Are traditions kept safe in an era of new technology?
We have just completed another festive Easter week. Celebrating with friends, going to church and watching television reminded me of the many traditions of Easter, a holiday that started 2000 years ago.
Over the holiday, I watched Mary Berry’s Easter Feast where she featured Easter specialties from different cultures: babka from Poland, colomba di Pasqua from Italy, hot cross buns and roast lamb from England, lemongrass pork from the Philippines and tsoureki bread from Greece. These traditional Easter foods have been handed down over centuries and remain treasured today.
The word tradition comes from the Latin tradere meaning to transmit, to hand over, to give for safekeeping. It made me wonder, what will be the impact of the digital age on our traditions? Will we keep them safe or will they be overcome by technology?
I tried to research this and found no scholarly articles for the search “tradition” and “digital age”. I did, however, find a few articles that provided some interesting insights for considering this question. They suggest that technology helps us to preserve traditions because we have easier access to their history, and that traditions continue with new technology but may be delivered in different ways.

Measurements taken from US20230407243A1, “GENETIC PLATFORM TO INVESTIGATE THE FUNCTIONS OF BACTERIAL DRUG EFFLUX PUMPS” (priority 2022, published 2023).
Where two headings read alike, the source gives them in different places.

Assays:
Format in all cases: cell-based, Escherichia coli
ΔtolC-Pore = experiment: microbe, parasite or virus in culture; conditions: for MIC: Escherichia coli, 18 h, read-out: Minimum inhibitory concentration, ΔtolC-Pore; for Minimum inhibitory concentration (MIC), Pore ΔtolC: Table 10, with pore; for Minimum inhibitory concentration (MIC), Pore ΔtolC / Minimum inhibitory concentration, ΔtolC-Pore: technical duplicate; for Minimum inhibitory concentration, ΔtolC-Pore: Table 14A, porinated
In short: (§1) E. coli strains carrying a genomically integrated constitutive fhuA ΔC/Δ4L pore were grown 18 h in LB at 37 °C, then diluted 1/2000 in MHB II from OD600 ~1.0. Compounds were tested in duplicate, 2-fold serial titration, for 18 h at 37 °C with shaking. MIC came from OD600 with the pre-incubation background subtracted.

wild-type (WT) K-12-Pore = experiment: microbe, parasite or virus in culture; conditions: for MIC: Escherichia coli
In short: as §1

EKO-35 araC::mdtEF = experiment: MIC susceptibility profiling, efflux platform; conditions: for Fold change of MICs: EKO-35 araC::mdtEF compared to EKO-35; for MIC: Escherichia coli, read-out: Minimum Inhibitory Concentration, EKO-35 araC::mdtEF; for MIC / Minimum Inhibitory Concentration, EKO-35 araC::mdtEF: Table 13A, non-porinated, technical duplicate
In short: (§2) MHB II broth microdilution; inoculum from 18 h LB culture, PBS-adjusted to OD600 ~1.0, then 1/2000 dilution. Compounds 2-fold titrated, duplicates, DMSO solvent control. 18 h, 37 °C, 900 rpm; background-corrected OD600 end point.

For example, Growing up in the Digital Age suggests that in China, technology actually helps to keep traditions because getting knowledge about history becomes easier for everyone.
The article Can Technology Help Preserve Elements of Culture in the Digital Age? suggests that technology can help to preserve elements of culture, and the ability to access to more local content is crucial to keep people in touch with their roots.
Finally, The New Traditions of a Digital Age Christmas suggests that while the digital age has impacted the way we interpret and enjoy Christmas, many of our traditions remain. We still listen to Christmas carols, but we use Spotify instead of LPs or CDs. We still give gifts, but they may be ordered online instead of purchased in stores. We still make traditional foods, but we search for the recipes on the internet instead of in cookbooks.
These articles are not scientific research, but I found the insights counterintuitive in the fact that technology may help to preserve traditions by better understanding their history. Perhaps these articles can provide “food for thought” while you enjoy whatever delicacies are special in your next holiday tradition.
Questions for consideration.
1. What traditions are important for you?
2. Do you see these evolving in some way in our digital age?
3. What role can technology play in enhancing your traditions?
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